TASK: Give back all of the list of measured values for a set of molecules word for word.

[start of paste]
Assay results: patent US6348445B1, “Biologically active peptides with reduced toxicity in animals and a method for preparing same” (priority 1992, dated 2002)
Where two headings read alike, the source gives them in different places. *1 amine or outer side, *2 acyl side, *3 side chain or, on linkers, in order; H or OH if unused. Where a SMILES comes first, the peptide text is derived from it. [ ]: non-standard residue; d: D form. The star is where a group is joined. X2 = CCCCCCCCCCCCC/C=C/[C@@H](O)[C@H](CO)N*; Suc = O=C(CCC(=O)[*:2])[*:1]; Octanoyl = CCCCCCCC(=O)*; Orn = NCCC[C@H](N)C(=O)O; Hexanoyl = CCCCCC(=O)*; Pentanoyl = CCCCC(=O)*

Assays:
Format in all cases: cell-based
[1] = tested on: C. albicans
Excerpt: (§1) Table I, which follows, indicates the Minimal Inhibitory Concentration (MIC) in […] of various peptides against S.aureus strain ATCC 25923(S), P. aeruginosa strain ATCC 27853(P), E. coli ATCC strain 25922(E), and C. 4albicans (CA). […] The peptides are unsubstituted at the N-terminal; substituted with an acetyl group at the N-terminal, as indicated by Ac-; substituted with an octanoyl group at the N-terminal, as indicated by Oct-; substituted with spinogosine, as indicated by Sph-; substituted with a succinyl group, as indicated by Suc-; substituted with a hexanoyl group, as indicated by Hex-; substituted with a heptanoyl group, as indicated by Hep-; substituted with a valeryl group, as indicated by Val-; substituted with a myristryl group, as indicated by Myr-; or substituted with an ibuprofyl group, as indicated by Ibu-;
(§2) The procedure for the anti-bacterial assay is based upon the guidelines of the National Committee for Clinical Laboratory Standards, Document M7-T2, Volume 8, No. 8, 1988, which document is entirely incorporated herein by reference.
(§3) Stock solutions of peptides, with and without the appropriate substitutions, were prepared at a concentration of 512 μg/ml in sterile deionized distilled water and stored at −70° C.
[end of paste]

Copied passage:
Assay results: patent US6348445B1, “Biologically active peptides with reduced toxicity in animals and a method for preparing same” (priority 1992, dated 2002)
Where two headings read alike, the source gives them in different places. *1 amine or outer side, *2 acyl side, *3 side chain or, on linkers, in order; H or OH if unused. Where a SMILES comes first, the peptide text is derived from it. [ ]: non-standard residue; d: D form. The star is where a group is joined. X2 = CCCCCCCCCCCCC/C=C/[C@@H](O)[C@H](CO)N*; Suc = O=C(CCC(=O)[*:2])[*:1]; Octanoyl = CCCCCCCC(=O)*; Orn = NCCC[C@H](N)C(=O)O; Hexanoyl = CCCCCC(=O)*; Pentanoyl = CCCCC(=O)*

Assays:
Format in all cases: cell-based
[1] = tested on: C. albicans
Excerpt: (§1) Table I, which follows, indicates the Minimal Inhibitory Concentration (MIC) in […] of various peptides against S.aureus strain ATCC 25923(S), P. aeruginosa strain ATCC 27853(P), E. coli ATCC strain 25922(E), and C. 4albicans (CA). […] The peptides are unsubstituted at the N-terminal; substituted with an acetyl group at the N-terminal, as indicated by Ac-; substituted with an octanoyl group at the N-terminal, as indicated by Oct-; substituted with spinogosine, as indicated by Sph-; substituted with a succinyl group, as indicated by Suc-; substituted with a hexanoyl group, as indicated by Hex-; substituted with a heptanoyl group, as indicated by Hep-; substituted with a valeryl group, as indicated by Val-; substituted with a myristryl group, as indicated by Myr-; or substituted with an ibuprofyl group, as indicated by Ibu-;
(§2) The procedure for the anti-bacterial assay is based upon the guidelines of the National Committee for Clinical Laboratory Standards, Document M7-T2, Volume 8, No. 8, 1988, which document is entirely incorporated herein by reference.
(§3) Stock solutions of peptides, with and without the appropriate substitutions, were prepared at a concentration of 512 μg/ml in sterile deionized distilled water and stored at −70° C.